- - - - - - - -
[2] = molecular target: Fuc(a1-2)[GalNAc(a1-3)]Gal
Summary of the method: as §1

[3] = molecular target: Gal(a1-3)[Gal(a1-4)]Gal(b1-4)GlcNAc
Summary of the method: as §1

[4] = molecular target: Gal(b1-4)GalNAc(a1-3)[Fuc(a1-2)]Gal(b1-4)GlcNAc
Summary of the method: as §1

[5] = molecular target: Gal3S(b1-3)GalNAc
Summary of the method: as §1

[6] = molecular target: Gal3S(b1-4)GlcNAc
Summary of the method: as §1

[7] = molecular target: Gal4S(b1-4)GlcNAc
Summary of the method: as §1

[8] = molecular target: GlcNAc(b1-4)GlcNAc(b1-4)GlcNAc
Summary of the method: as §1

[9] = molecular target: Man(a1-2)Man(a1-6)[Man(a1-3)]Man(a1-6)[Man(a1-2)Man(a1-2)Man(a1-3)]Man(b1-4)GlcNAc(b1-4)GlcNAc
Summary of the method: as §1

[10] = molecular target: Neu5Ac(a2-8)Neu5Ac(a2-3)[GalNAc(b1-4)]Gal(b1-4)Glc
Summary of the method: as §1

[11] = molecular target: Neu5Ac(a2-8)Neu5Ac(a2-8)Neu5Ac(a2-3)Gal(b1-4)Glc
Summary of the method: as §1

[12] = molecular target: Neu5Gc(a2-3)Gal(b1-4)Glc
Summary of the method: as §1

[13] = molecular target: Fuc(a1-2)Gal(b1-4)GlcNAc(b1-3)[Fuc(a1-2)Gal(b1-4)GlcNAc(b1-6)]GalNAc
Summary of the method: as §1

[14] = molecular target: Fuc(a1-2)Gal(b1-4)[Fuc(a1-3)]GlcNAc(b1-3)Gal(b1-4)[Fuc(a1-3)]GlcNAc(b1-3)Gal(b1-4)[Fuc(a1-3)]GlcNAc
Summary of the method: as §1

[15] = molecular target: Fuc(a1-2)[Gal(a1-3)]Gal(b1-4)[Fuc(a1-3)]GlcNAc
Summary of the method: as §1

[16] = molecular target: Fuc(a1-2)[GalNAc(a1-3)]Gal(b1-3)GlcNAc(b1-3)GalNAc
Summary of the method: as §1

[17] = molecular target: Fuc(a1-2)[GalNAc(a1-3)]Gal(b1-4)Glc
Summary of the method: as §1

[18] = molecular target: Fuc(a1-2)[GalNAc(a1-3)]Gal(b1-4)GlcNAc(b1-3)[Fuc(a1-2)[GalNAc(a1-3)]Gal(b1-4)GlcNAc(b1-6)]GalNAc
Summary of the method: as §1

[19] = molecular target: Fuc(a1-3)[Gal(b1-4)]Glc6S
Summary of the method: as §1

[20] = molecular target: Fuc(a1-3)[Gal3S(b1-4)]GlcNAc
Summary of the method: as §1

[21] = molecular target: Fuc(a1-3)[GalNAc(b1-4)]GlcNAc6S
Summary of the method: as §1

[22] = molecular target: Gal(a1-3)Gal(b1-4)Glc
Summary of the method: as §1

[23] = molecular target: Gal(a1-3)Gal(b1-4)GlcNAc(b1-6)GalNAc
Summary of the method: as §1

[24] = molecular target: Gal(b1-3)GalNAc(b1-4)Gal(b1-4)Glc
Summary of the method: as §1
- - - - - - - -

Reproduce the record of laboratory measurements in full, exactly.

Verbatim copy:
[2] = molecular target: Fuc(a1-2)[GalNAc(a1-3)]Gal
Summary of the method: as §1

[3] = molecular target: Gal(a1-3)[Gal(a1-4)]Gal(b1-4)GlcNAc
Summary of the method: as §1

[4] = molecular target: Gal(b1-4)GalNAc(a1-3)[Fuc(a1-2)]Gal(b1-4)GlcNAc
Summary of the method: as §1

[5] = molecular target: Gal3S(b1-3)GalNAc
Summary of the method: as §1

[6] = molecular target: Gal3S(b1-4)GlcNAc
Summary of the method: as §1

[7] = molecular target: Gal4S(b1-4)GlcNAc
Summary of the method: as §1

[8] = molecular target: GlcNAc(b1-4)GlcNAc(b1-4)GlcNAc
Summary of the method: as §1

[9] = molecular target: Man(a1-2)Man(a1-6)[Man(a1-3)]Man(a1-6)[Man(a1-2)Man(a1-2)Man(a1-3)]Man(b1-4)GlcNAc(b1-4)GlcNAc
Summary of the method: as §1

[10] = molecular target: Neu5Ac(a2-8)Neu5Ac(a2-3)[GalNAc(b1-4)]Gal(b1-4)Glc
Summary of the method: as §1

[11] = molecular target: Neu5Ac(a2-8)Neu5Ac(a2-8)Neu5Ac(a2-3)Gal(b1-4)Glc
Summary of the method: as §1

[12] = molecular target: Neu5Gc(a2-3)Gal(b1-4)Glc
Summary of the method: as §1

[13] = molecular target: Fuc(a1-2)Gal(b1-4)GlcNAc(b1-3)[Fuc(a1-2)Gal(b1-4)GlcNAc(b1-6)]GalNAc
Summary of the method: as §1

[14] = molecular target: Fuc(a1-2)Gal(b1-4)[Fuc(a1-3)]GlcNAc(b1-3)Gal(b1-4)[Fuc(a1-3)]GlcNAc(b1-3)Gal(b1-4)[Fuc(a1-3)]GlcNAc
Summary of the method: as §1

[15] = molecular target: Fuc(a1-2)[Gal(a1-3)]Gal(b1-4)[Fuc(a1-3)]GlcNAc
Summary of the method: as §1

[16] = molecular target: Fuc(a1-2)[GalNAc(a1-3)]Gal(b1-3)GlcNAc(b1-3)GalNAc
Summary of the method: as §1

[17] = molecular target: Fuc(a1-2)[GalNAc(a1-3)]Gal(b1-4)Glc
Summary of the method: as §1

[18] = molecular target: Fuc(a1-2)[GalNAc(a1-3)]Gal(b1-4)GlcNAc(b1-3)[Fuc(a1-2)[GalNAc(a1-3)]Gal(b1-4)GlcNAc(b1-6)]GalNAc
Summary of the method: as §1

[19] = molecular target: Fuc(a1-3)[Gal(b1-4)]Glc6S
Summary of the method: as §1

[20] = molecular target: Fuc(a1-3)[Gal3S(b1-4)]GlcNAc
Summary of the method: as §1

[21] = molecular target: Fuc(a1-3)[GalNAc(b1-4)]GlcNAc6S
Summary of the method: as §1

[22] = molecular target: Gal(a1-3)Gal(b1-4)Glc
Summary of the method: as §1

[23] = molecular target: Gal(a1-3)Gal(b1-4)GlcNAc(b1-6)GalNAc
Summary of the method: as §1

[24] = molecular target: Gal(b1-3)GalNAc(b1-4)Gal(b1-4)Glc
Summary of the method: as §1